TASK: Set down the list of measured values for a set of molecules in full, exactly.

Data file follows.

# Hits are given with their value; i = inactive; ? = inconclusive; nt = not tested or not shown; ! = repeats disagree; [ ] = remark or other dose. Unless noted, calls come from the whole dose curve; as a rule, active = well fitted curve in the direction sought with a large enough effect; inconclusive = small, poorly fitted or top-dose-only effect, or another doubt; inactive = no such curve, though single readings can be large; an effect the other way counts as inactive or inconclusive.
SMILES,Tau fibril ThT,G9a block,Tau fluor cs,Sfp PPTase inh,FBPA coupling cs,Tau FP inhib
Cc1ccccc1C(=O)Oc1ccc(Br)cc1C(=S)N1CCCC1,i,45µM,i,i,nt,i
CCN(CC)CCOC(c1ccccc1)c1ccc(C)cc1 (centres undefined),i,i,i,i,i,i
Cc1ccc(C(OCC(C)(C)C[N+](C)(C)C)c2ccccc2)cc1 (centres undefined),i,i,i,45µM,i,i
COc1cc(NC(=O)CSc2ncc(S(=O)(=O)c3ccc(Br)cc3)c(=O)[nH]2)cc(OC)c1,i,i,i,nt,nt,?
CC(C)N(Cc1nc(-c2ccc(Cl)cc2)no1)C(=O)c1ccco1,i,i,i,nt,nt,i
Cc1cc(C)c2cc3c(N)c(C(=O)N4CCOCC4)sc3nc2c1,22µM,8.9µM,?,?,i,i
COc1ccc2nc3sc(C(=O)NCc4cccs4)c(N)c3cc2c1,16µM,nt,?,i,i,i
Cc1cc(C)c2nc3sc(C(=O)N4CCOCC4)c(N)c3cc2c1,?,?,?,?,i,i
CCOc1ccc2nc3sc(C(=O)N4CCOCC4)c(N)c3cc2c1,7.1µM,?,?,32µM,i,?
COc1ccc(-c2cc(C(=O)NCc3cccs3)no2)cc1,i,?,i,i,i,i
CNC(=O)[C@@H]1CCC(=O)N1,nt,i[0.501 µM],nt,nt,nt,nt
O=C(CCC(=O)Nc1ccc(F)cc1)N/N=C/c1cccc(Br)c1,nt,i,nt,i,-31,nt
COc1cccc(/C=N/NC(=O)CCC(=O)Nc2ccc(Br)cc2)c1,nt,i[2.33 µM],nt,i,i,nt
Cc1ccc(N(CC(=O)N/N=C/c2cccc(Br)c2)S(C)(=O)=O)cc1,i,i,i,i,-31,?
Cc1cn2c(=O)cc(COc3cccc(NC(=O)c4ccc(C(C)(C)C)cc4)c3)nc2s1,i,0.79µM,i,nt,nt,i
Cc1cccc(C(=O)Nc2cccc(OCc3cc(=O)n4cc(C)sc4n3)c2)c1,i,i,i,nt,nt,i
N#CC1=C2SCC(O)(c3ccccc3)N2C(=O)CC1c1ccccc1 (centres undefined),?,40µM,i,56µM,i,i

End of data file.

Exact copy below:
# Hits are given with their value; i = inactive; ? = inconclusive; nt = not tested or not shown; ! = repeats disagree; [ ] = remark or other dose. Unless noted, calls come from the whole dose curve; as a rule, active = well fitted curve in the direction sought with a large enough effect; inconclusive = small, poorly fitted or top-dose-only effect, or another doubt; inactive = no such curve, though single readings can be large; an effect the other way counts as inactive or inconclusive.
SMILES,Tau fibril ThT,G9a block,Tau fluor cs,Sfp PPTase inh,FBPA coupling cs,Tau FP inhib
Cc1ccccc1C(=O)Oc1ccc(Br)cc1C(=S)N1CCCC1,i,45µM,i,i,nt,i
CCN(CC)CCOC(c1ccccc1)c1ccc(C)cc1 (centres undefined),i,i,i,i,i,i
Cc1ccc(C(OCC(C)(C)C[N+](C)(C)C)c2ccccc2)cc1 (centres undefined),i,i,i,45µM,i,i
COc1cc(NC(=O)CSc2ncc(S(=O)(=O)c3ccc(Br)cc3)c(=O)[nH]2)cc(OC)c1,i,i,i,nt,nt,?
CC(C)N(Cc1nc(-c2ccc(Cl)cc2)no1)C(=O)c1ccco1,i,i,i,nt,nt,i
Cc1cc(C)c2cc3c(N)c(C(=O)N4CCOCC4)sc3nc2c1,22µM,8.9µM,?,?,i,i
COc1ccc2nc3sc(C(=O)NCc4cccs4)c(N)c3cc2c1,16µM,nt,?,i,i,i
Cc1cc(C)c2nc3sc(C(=O)N4CCOCC4)c(N)c3cc2c1,?,?,?,?,i,i
CCOc1ccc2nc3sc(C(=O)N4CCOCC4)c(N)c3cc2c1,7.1µM,?,?,32µM,i,?
COc1ccc(-c2cc(C(=O)NCc3cccs3)no2)cc1,i,?,i,i,i,i
CNC(=O)[C@@H]1CCC(=O)N1,nt,i[0.501 µM],nt,nt,nt,nt
O=C(CCC(=O)Nc1ccc(F)cc1)N/N=C/c1cccc(Br)c1,nt,i,nt,i,-31,nt
COc1cccc(/C=N/NC(=O)CCC(=O)Nc2ccc(Br)cc2)c1,nt,i[2.33 µM],nt,i,i,nt
Cc1ccc(N(CC(=O)N/N=C/c2cccc(Br)c2)S(C)(=O)=O)cc1,i,i,i,i,-31,?
Cc1cn2c(=O)cc(COc3cccc(NC(=O)c4ccc(C(C)(C)C)cc4)c3)nc2s1,i,0.79µM,i,nt,nt,i
Cc1cccc(C(=O)Nc2cccc(OCc3cc(=O)n4cc(C)sc4n3)c2)c1,i,i,i,nt,nt,i
N#CC1=C2SCC(O)(c3ccccc3)N2C(=O)CC1c1ccccc1 (centres undefined),?,40µM,i,56µM,i,i